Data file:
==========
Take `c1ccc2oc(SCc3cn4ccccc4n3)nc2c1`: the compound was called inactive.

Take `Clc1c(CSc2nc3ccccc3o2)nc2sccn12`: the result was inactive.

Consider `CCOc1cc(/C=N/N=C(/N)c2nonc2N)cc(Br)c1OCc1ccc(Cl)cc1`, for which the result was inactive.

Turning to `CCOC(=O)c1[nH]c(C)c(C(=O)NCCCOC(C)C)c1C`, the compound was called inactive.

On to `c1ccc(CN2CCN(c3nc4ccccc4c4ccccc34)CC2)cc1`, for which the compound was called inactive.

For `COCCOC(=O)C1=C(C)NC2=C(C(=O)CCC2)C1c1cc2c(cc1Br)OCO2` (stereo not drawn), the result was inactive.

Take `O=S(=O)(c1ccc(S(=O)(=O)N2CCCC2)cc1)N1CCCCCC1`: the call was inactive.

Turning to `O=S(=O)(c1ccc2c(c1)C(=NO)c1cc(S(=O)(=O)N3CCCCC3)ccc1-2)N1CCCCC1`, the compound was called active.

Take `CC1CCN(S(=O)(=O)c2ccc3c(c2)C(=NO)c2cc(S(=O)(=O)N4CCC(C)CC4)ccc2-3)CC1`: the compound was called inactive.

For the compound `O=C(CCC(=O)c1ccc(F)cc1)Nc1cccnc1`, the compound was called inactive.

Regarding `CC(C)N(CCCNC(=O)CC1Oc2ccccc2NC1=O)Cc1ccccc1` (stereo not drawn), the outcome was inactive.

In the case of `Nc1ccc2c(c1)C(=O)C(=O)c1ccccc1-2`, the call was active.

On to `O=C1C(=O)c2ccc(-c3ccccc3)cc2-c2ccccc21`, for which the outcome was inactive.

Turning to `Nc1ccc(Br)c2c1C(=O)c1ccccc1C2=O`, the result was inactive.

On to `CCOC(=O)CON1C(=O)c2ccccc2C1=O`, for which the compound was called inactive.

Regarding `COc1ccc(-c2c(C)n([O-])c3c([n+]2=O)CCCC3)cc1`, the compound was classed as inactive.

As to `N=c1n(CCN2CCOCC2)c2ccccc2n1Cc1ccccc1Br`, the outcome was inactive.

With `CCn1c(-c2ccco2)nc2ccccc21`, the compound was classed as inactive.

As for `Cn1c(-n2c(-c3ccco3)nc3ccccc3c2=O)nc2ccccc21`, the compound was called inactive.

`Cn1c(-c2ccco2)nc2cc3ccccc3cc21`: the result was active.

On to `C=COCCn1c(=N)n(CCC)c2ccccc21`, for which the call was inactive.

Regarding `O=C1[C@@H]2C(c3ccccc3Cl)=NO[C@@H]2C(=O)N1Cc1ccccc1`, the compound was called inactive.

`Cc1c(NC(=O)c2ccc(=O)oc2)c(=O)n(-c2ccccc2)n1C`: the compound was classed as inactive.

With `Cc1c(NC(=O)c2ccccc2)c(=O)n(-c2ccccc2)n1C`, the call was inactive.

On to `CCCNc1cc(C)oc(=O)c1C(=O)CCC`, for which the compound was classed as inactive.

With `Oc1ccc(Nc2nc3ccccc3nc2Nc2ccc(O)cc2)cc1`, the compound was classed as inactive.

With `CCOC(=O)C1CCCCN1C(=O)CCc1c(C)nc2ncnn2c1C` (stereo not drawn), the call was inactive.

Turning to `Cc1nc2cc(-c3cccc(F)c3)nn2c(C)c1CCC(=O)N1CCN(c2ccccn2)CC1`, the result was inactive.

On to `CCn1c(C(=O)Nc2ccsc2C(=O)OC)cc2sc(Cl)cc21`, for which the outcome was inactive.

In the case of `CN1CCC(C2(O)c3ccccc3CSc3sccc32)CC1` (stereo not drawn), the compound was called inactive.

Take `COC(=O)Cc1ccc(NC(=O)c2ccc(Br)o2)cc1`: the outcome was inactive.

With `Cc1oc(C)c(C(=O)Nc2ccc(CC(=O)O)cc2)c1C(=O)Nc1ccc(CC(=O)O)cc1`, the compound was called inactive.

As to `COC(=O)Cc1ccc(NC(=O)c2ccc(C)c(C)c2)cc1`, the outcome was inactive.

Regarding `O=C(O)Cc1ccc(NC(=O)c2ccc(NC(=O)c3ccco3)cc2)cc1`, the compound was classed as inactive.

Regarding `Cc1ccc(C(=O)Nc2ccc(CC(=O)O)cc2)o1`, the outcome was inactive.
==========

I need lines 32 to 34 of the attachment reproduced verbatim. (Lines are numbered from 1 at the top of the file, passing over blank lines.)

With `Cc1oc(C)c(C(=O)Nc2ccc(CC(=O)O)cc2)c1C(=O)Nc1ccc(CC(=O)O)cc1`, the compound was called inactive.

As to `COC(=O)Cc1ccc(NC(=O)c2ccc(C)c(C)c2)cc1`, the outcome was inactive.

Regarding `O=C(O)Cc1ccc(NC(=O)c2ccc(NC(=O)c3ccco3)cc2)cc1`, the compound was classed as inactive.